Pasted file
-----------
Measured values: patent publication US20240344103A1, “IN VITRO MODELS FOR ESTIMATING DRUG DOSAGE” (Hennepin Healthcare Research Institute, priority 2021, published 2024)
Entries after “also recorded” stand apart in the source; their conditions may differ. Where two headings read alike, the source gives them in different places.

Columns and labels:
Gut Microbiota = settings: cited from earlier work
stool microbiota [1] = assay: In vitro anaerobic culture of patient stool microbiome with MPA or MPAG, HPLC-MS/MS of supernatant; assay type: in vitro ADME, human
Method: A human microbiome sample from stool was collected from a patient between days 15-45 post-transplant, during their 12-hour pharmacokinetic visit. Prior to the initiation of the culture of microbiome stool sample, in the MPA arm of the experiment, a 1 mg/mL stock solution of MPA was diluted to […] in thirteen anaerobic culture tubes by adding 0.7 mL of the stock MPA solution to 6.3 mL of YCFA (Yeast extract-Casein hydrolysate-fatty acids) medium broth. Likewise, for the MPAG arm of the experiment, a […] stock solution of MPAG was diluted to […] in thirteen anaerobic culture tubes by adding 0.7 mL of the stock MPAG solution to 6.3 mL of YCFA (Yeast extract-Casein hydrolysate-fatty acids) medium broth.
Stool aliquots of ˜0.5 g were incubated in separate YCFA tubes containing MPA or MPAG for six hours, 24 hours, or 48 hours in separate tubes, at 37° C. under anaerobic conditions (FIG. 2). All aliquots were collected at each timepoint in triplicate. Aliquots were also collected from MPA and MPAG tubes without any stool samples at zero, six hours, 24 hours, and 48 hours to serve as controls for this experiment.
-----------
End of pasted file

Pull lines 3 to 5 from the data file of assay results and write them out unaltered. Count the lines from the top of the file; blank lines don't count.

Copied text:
Columns and labels:
Gut Microbiota = settings: cited from earlier work
stool microbiota [1] = assay: In vitro anaerobic culture of patient stool microbiome with MPA or MPAG, HPLC-MS/MS of supernatant; assay type: in vitro ADME, human